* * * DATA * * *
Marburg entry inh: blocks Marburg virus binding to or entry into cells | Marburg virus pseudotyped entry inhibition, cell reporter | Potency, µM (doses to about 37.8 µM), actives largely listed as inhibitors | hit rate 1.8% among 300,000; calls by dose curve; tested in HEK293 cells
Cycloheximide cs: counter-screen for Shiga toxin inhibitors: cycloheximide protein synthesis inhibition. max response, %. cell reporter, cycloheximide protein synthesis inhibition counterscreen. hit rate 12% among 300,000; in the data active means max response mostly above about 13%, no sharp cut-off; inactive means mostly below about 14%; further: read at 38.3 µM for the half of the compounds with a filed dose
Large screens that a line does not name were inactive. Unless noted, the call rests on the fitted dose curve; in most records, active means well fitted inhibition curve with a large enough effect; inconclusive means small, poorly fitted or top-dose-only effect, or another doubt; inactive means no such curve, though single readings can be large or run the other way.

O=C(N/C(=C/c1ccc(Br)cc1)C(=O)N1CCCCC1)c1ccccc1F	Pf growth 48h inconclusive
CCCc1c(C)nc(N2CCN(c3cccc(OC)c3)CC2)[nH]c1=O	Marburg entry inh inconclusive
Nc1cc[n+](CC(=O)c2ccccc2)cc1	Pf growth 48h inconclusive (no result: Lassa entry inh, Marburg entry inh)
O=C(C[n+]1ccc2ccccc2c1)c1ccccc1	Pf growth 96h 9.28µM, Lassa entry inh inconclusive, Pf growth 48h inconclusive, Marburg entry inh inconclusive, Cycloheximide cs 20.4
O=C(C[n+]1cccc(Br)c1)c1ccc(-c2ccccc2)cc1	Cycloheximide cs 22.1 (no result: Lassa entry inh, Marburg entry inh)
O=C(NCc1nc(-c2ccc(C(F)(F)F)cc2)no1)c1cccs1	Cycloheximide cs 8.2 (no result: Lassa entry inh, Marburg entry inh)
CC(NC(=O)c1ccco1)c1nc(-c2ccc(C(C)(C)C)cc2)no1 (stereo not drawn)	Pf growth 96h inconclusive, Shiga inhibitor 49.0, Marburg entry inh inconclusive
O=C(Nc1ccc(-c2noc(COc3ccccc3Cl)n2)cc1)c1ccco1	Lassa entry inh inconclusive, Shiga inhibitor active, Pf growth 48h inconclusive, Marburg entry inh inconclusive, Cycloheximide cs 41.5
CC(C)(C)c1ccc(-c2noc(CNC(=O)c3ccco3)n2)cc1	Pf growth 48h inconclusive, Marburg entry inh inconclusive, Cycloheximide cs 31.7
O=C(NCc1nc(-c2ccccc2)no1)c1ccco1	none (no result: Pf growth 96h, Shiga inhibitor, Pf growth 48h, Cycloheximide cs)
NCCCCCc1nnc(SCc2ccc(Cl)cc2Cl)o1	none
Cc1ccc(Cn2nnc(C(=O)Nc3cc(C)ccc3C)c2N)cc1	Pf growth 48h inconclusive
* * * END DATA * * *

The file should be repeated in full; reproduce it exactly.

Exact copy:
Marburg entry inh: blocks Marburg virus binding to or entry into cells | Marburg virus pseudotyped entry inhibition, cell reporter | Potency, µM (doses to about 37.8 µM), actives largely listed as inhibitors | hit rate 1.8% among 300,000; calls by dose curve; tested in HEK293 cells
Cycloheximide cs: counter-screen for Shiga toxin inhibitors: cycloheximide protein synthesis inhibition. max response, %. cell reporter, cycloheximide protein synthesis inhibition counterscreen. hit rate 12% among 300,000; in the data active means max response mostly above about 13%, no sharp cut-off; inactive means mostly below about 14%; further: read at 38.3 µM for the half of the compounds with a filed dose
Large screens that a line does not name were inactive. Unless noted, the call rests on the fitted dose curve; in most records, active means well fitted inhibition curve with a large enough effect; inconclusive means small, poorly fitted or top-dose-only effect, or another doubt; inactive means no such curve, though single readings can be large or run the other way.

O=C(N/C(=C/c1ccc(Br)cc1)C(=O)N1CCCCC1)c1ccccc1F	Pf growth 48h inconclusive
CCCc1c(C)nc(N2CCN(c3cccc(OC)c3)CC2)[nH]c1=O	Marburg entry inh inconclusive
Nc1cc[n+](CC(=O)c2ccccc2)cc1	Pf growth 48h inconclusive (no result: Lassa entry inh, Marburg entry inh)
O=C(C[n+]1ccc2ccccc2c1)c1ccccc1	Pf growth 96h 9.28µM, Lassa entry inh inconclusive, Pf growth 48h inconclusive, Marburg entry inh inconclusive, Cycloheximide cs 20.4
O=C(C[n+]1cccc(Br)c1)c1ccc(-c2ccccc2)cc1	Cycloheximide cs 22.1 (no result: Lassa entry inh, Marburg entry inh)
O=C(NCc1nc(-c2ccc(C(F)(F)F)cc2)no1)c1cccs1	Cycloheximide cs 8.2 (no result: Lassa entry inh, Marburg entry inh)
CC(NC(=O)c1ccco1)c1nc(-c2ccc(C(C)(C)C)cc2)no1 (stereo not drawn)	Pf growth 96h inconclusive, Shiga inhibitor 49.0, Marburg entry inh inconclusive
O=C(Nc1ccc(-c2noc(COc3ccccc3Cl)n2)cc1)c1ccco1	Lassa entry inh inconclusive, Shiga inhibitor active, Pf growth 48h inconclusive, Marburg entry inh inconclusive, Cycloheximide cs 41.5
CC(C)(C)c1ccc(-c2noc(CNC(=O)c3ccco3)n2)cc1	Pf growth 48h inconclusive, Marburg entry inh inconclusive, Cycloheximide cs 31.7
O=C(NCc1nc(-c2ccccc2)no1)c1ccco1	none (no result: Pf growth 96h, Shiga inhibitor, Pf growth 48h, Cycloheximide cs)
NCCCCCc1nnc(SCc2ccc(Cl)cc2Cl)o1	none
Cc1ccc(Cn2nnc(C(=O)Nc3cc(C)ccc3C)c2N)cc1	Pf growth 48h inconclusive